If you’ve watched the Amazing Race, you’ll have a pretty good idea what it takes to win a travel challenge. But a Large Minority adventure travel challenge isn’t quite the same. There’s no annoying presenter for one thing. And you don’t need to be some sort of ass-kicking Indiana Jones-type Super Traveler to stand a chance. In fact we find it’s often the quiet achievers who do the best. The ones who smile, wipe the mud off their face, and just get shit done. Good advice for life in general.
Want to know what it takes to win? Here’s our ultimate adventure challenge guide.
To win a travel challenge you’ve gotta be clever, original and inventive. Picture it: you’re driving your own tuk tuk through the highland tea plantations of Kandy, Sri Lanka. You’ve got a map, a compass and enough Sinhala to say ‘More coconut curry, please.’ There’s no tour guide or chauffeur within 50 miles. How are you going to get from A to B? Ask strangers for help? Show off your pro map-reading skills? (No Google here.) The trick is to stop, breathe and think your way out of the problem. There aren’t many times in ‘real life’ when you have to rely on ingenuity. The internet kind of does it for you. But when you’re on a dusty road in the middle of nowhere, ingenuity is all you’ve got. Pack plenty.
Don’t worry, you don’t have to be an Olympic gymnast or an NFL quarterback (but being either of those probably won’t hurt). But when you’re competing in an ‘indigenous Olympics’ deep in the Colombian Amazon Rainforest, some mad blowpipe skillz will not go astray. On our Amazon charity challenge you’ll compete in a bunch of physical activities. The ones they don’t teach you in Junior Athletics. Think bow and arrows, blowpipe shooting, river kayaking and fishing for flesh-easting piranhas. They’re a bit like the challenges on Survivor, except no-one’s getting an immunity idol or a stern lecture from George Probst at the end of it. Score.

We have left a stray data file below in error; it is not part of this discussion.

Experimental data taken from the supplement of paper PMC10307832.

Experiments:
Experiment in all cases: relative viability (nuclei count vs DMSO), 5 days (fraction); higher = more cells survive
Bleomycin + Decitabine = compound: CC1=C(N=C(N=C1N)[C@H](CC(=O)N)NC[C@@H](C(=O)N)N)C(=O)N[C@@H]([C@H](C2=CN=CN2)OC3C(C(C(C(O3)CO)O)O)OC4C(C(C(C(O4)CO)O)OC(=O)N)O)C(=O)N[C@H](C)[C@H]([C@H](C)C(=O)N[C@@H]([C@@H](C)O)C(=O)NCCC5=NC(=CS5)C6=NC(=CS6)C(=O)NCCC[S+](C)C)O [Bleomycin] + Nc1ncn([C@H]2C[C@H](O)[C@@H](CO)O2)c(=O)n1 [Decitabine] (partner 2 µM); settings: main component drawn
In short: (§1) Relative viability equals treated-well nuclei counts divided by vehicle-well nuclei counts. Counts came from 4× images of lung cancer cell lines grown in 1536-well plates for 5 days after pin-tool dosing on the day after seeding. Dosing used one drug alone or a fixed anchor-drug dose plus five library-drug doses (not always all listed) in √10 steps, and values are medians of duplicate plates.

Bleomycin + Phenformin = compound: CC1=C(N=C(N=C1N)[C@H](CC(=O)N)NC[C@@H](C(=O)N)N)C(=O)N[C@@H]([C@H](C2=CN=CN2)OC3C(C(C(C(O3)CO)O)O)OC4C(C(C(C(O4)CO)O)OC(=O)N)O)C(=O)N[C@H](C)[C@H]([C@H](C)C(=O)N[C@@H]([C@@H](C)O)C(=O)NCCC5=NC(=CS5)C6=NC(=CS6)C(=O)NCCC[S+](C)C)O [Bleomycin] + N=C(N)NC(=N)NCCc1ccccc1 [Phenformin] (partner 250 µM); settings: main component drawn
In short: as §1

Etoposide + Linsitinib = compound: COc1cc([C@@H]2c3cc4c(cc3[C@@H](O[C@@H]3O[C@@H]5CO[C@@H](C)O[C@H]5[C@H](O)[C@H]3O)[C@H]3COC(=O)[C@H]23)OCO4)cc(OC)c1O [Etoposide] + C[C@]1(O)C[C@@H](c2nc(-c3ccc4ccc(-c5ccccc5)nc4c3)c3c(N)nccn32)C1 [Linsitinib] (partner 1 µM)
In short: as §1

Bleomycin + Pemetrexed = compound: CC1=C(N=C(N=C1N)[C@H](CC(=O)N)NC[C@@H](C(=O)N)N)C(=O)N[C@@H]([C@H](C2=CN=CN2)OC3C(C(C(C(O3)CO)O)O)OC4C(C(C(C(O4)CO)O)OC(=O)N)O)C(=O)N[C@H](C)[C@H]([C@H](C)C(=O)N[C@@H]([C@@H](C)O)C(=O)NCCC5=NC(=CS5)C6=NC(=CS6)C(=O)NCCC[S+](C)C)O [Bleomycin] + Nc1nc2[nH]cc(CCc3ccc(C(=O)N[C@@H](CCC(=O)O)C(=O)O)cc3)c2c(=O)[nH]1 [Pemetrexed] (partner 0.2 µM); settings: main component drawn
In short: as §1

For most of our adventure travel challenges, you’ll be in a team of two or three people. It’s a good size. Small but powerful, like a Sri Lankan chilli. And if you want to win, you’ll have to learn to work together. And that doesn’t mean you have to think, act and work the same. Often the teams that ace our Philippines sailing challenge are the ones with different skill sets, different strengths and weaknesses. It helps if these weaknesses don’t include sea sickness, but still. Is one of you fiery and confident? The other cool-headed and calm? Good. The confident one can skipper your Paraw, climb trees to get coconuts and scream defiance at the elements like Lieutenant Dan from Forrest Gump. The calm one can navigate and plan dinner. Win/win.
All of our adventure travel challenges are designed to give back to the communities we visit. It’s why we do what we do (well, that and fun. Fun’s pretty cool.) So when you’re travelling, remember: a little humility goes a long way. Some wise old guy probably once said, ‘It’s only by accepting our limitations that we can find our strengths.’ So don’t be a know-it-all. Don’t assume you have all the answers. And if a local offers you some advice, listen. They know they’re stuff. Be respectful too. You’re travelling through seaside towns in Cambodia and little villages in Sri Lanka. These places don’t have much, but what they have they share. Go into these challenges with a bit of humility, and you’ll get more out of them. We guarantee it.
Travel is a great teacher, and one lesson we’ve learnt (apart from always carrying some spare Immodium) is that a smile solves most problems. Tuk tuk break down outside Siem Reap? Smile. You’re on holiday. Monsoon rains blow in outside Santa Fe in the Philippines? Smile. You’re sailing in the freaking Philippines! Experienced travellers know that patience is a big virtue on the road. It wouldn’t be a challenge if it didn’t test your patience and your resolve. So when you’re being bitten by Amazonian mosquitoes near the Isla Corea and thinking wistfully of Netflix and your couch back home, just smile. You’ll feel better. Promise.